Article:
As far as insisting that kids wear a PFD while you do not - a bad idea. Kids look up to adults in the group and will eventually follow the adults lead. Maybe not today, but if you are casual with your PFD use, so will your kids. Finally, if you fall into the water and drown, who will make sure that the kids get to shore.

Just like seatbelts in the car, get used to wearing your PFD.


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PostPosted: June 3rd, 2003, 10:27 am 
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We`ve beat this topic to death before! What the heck, even if it just gets people thinking about it, its a good topic. AltonB, I agree with you 100%. Our PFD`s are on all the time, with or without the children. Our girls don`t even give it a second thought, they just put them on before getting into the boat.

Norm, It looks like you have a PFD on in your avr. But its not done up, whats the piont ? Why wear one at all ? Just a thought. :-?

Al


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PostPosted: June 3rd, 2003, 11:23 am 
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They made me put it on at the put in. They were't going to let me launch without it. I've since bought one I can actually wear in the kayak. I'm beginning to realize that people for whom this is a rule are really dogmatic about it. I feel like a heretic of some kind. Even my avatar isn't politically correct. When I post urls for my web pages I'll have to include a warning. "These pages may contain pictures of adults without life jackets, on or near water. If you are offended by such material please don't look."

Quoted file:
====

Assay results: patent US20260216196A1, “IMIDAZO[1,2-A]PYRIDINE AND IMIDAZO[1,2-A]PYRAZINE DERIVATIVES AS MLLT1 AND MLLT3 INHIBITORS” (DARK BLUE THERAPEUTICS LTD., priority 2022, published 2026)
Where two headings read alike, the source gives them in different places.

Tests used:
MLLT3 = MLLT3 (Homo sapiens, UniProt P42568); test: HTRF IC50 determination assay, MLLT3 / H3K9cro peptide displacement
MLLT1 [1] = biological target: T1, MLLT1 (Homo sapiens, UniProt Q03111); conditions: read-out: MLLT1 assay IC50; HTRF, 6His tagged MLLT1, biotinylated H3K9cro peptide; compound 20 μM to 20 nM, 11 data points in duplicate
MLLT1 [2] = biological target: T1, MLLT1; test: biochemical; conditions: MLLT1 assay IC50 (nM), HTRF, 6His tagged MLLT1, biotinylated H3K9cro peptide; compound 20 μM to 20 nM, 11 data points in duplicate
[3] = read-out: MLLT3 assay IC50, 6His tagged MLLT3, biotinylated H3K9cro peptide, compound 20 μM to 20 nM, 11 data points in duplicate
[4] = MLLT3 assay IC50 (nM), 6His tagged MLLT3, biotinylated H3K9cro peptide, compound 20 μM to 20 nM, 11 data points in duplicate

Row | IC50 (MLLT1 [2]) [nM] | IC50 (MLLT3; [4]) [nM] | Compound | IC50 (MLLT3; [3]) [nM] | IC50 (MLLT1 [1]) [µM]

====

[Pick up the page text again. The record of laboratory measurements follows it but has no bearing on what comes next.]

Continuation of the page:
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 Post subject: PFD's
PostPosted: June 3rd, 2003, 11:34 am 
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I hardly ever wear my pfd. I only wear it in what I consider risky situations. I'm willing to take the risk of not having it on during what I consider safe paddling situations. I don't wear my seat belt all the time either. Shame on me.

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PostPosted: June 3rd, 2003, 11:48 am 
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Al . I hope you wear a hat , If the water does`nt get you the sun will, !! :lol:

Al


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PostPosted: June 3rd, 2003, 11:55 am 
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I don't wear my life jacket all the time either although more so now than in the past. If I ever drown when the weather is good and the water is warm then I guess my decision was a bad one. This can be my epitaph:

"He didn't wear his life jacket when there was no likely chance of needing it."

I do however always wear one when my son is in the canoe.

There are logical arguements for not needed to (different standards for adults in many things) but I choose to set a good example.

James.


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PostPosted: June 3rd, 2003, 4:00 pm 
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Likening PFD use to seat belts is not a good ananolgy. Anything can happen when you are in a car no matter how skilled and careful you are or what the conditions. Last summer I was T boned just behind the driver 's door by a 17 year old girl who ran a red at 60 kph. There was nothing I could have done to avoid the collision. I always wear my seat belt. If not, I would have taken a lot more damage than a minor whiplash requiring some of physio. Besides, wearing a seat belt for me has absoutely no negatives. This not the case with PFDs.